Grieving fans mourned the death of pop star George Michael as British charities praised his behind-the-scenes generosity on behalf of numerous causes.
CCTV’s Olly Barratt reports.
Pop star George Michael dead at age 53Grieving fans mourned the death of pop star George Michael as British charities praised his behind-the-scenes generosity on behalf of numerous causes. CCTV's Olly Barratt reports.
The singer’s death was announced late Sunday. Many paid tribute on Facebook and Twitter and others cited years of good works that received little publicity.
Fans placed flowers and other tributes at his homes in north London and in Goring, England, where he died of apparent heart failure.
George Michael’s death brought back memories in China of the heady 1980s when Wham! was the first major Western band to play in the country after the death of Mao Zedong.
Many Chinese who had never even heard of the band lined up for hours to buy $1.75 tickets to the groundbreaking April 1985 concert at the People’s Gymnasium, the biggest stadium in Beijing at the time.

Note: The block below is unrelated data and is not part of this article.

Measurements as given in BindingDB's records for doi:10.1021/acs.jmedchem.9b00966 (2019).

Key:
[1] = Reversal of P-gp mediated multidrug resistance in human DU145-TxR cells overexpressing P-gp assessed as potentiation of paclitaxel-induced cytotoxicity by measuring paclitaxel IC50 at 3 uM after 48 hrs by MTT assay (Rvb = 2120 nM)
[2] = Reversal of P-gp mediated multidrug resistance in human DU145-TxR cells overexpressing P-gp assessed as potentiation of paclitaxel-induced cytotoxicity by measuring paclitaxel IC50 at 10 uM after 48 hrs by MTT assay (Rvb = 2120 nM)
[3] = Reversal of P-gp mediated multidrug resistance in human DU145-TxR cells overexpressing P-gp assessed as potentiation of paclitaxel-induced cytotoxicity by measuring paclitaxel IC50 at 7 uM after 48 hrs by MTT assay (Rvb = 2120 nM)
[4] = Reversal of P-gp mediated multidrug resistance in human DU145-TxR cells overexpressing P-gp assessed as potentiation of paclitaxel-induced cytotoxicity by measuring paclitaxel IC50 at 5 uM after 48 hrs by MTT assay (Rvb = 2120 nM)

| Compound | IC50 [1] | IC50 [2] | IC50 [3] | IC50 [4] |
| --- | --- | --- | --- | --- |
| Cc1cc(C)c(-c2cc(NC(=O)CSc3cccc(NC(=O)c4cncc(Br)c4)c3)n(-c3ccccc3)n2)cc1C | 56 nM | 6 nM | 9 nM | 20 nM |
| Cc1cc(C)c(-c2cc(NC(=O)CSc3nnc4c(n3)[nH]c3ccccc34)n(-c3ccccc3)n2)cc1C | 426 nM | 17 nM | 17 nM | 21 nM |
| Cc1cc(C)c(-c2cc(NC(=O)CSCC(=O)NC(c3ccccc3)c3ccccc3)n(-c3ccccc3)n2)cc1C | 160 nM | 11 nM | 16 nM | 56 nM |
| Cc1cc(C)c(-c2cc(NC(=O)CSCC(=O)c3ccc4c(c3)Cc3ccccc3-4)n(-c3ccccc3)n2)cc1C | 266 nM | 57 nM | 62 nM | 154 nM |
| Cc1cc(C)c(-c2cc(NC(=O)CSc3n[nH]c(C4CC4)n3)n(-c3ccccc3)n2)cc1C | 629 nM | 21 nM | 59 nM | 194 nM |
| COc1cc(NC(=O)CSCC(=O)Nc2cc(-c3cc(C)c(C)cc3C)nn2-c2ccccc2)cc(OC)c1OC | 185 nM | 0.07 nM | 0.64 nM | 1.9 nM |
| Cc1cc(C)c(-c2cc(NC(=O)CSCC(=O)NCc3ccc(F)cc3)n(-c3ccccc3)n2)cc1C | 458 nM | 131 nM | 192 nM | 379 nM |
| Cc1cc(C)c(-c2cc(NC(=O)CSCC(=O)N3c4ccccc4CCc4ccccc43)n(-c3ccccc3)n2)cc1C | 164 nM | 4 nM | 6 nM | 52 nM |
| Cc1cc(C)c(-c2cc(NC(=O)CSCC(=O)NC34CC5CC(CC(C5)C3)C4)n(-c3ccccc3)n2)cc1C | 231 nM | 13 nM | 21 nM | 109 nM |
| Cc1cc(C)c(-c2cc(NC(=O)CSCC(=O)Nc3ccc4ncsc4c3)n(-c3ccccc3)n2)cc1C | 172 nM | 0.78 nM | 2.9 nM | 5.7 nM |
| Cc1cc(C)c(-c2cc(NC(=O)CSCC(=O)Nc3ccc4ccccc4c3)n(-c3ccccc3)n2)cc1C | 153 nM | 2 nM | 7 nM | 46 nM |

Inside the 12,000-strong stadium seated spectators watched in bewilderment as Michael and Andrew Ridgeley danced in big-shouldered jackets with bleached and feathered hair. The backing dancers’ strapless costumes and polka-dot miniskirts also stunned the audience in China at a time when people still dressed in similar shades of green and gray.
“It was the first time a Western band had come to China, everyone was ready to make some noise and stand,” said Li Ji, a restaurant owner who went to the concert in his 20s. “But there were so many police officers there, people didn’t dare to.”
Wham!’s manager Simon Napier-Bell had spent 18 months persuading the Chinese government to let them in and secure their place as one of the world’s biggest bands by telling them it would help them attract foreign investment.
While young Chinese today don’t know the names George Michael or Wham!, many instantly recognize his well-loved songs “Last Christmas” and “Careless Whisper.” The latter song had already been translated into Chinese and sung in several versions before the 1985 concert.
This story is by The Associated Press.